August 7, 2012 by FredConnors
Criminal trials are like weddings. Friends and family of the bride/victim sit on one of the aisles, the groom/defendant’s people on the other.
As a criminal courts reporter, I have covered hundreds of them. Courtroom faces and case circumstances change, but the ambience seldom wavers. Crime writers wanting to pack more truth into their fiction would be wise to attend a few trials for a real world grasp of how it works.
Presumption of innocence be damned, most defense attorneys spend a lot of time reminding jurors it is not his client’s duty to prove his innocence, but rather the prosecution’s burden to prove guilt. Jurors are people, and people tend to form subconscious loyalty to victims.
As the prosecutor marches out his arsenal of forensic and material evidence and eyewitness and expert testimony, he feeds off the emotional reactions of victim supporters in the gallery. Judges warn against outward displays of emotion but even they can’t mask the jury from the sniffles, tears, hand holding and hugs as family members see a blow by blow description of what that monster at the defendant’s table had done to their loved one.
Savvy prosecutors will position themselves with victim loved ones as a backdrop so jurors can see their pain. Wise defense attorneys steer jurors’ eyes in another direction. Testimony and attorney arguments tell what happens at a trial. Emotions show how people feel about it.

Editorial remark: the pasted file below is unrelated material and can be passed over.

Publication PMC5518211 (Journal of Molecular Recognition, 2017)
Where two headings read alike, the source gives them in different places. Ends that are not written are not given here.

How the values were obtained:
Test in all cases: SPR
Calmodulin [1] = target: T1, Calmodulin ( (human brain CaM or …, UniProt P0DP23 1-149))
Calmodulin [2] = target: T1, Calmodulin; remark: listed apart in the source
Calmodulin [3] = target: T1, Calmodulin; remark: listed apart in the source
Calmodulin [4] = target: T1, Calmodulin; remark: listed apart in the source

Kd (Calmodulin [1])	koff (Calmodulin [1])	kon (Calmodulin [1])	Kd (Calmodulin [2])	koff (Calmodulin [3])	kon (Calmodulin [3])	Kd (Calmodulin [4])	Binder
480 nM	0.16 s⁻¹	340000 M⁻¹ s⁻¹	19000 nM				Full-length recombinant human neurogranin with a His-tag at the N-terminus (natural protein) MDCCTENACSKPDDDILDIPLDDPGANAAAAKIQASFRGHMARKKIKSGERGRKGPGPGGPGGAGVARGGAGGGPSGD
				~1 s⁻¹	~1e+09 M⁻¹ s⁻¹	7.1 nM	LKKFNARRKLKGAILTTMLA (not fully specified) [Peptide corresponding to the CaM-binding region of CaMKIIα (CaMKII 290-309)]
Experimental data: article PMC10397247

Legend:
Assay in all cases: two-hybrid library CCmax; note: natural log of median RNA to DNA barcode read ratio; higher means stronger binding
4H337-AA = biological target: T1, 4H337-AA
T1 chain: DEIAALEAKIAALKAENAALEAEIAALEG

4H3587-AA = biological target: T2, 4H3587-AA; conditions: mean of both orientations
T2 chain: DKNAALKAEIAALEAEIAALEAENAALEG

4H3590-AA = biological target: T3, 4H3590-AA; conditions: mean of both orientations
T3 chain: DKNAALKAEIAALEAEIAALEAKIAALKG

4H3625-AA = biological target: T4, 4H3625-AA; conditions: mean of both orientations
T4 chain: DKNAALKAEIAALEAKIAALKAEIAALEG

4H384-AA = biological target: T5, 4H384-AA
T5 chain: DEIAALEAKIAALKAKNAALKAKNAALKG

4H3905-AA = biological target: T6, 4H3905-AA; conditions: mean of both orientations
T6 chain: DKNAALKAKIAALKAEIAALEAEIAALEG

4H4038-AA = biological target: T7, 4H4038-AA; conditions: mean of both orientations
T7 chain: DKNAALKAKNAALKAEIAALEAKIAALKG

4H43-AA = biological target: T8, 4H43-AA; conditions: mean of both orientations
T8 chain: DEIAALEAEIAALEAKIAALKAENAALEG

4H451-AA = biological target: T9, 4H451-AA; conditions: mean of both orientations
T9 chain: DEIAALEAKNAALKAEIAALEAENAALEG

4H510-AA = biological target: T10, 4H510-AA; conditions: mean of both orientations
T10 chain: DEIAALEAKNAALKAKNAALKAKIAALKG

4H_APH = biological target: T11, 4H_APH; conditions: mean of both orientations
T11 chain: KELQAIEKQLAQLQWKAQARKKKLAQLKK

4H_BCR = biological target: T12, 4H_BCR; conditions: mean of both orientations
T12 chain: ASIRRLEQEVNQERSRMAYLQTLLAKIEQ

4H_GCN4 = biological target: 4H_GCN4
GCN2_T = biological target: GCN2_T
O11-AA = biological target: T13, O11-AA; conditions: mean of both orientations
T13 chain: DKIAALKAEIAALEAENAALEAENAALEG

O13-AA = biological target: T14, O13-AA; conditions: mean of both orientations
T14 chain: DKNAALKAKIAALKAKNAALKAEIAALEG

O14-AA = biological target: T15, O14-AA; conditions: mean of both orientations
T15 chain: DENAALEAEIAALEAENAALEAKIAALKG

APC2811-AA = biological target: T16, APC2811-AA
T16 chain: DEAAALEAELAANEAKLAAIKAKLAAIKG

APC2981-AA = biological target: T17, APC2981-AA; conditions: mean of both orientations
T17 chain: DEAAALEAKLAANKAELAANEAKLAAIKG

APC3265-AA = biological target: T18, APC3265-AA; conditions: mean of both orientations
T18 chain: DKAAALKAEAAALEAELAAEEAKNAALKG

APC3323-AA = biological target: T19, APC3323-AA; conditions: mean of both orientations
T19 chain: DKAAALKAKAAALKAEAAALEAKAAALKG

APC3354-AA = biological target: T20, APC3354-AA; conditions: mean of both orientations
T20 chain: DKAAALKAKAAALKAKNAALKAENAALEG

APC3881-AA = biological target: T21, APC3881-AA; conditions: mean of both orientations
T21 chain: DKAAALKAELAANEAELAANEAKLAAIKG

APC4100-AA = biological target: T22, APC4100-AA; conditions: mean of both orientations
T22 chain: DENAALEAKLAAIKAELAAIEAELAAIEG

A wedding highlight is the happy exit of the new mister and misses as guests rejoice on both sides of the aisle. Not so much at a trial. The defendant either walks free or shuffles out of the courtroom in cuffs and shackles. Depending on the outcome, one side is thrilled at a just verdict. The other side is devastated.
In cases of heinous crimes, both sides lose. Even with a guilty verdict, rape victims spend the rest of their lives dealing with the trauma; and families of murder victims have a perpetual hole in their hearts. The rapist or killer leaves behind a family to deal with shame and guilt. He victimizes his own family. Innocent wives and children are left to fend for themselves.
Weddings culminate with a gala celebration marking the beginning of a lifetime of memories. Nobody can measure the pain attached to a criminal trial. The jury is still out on that.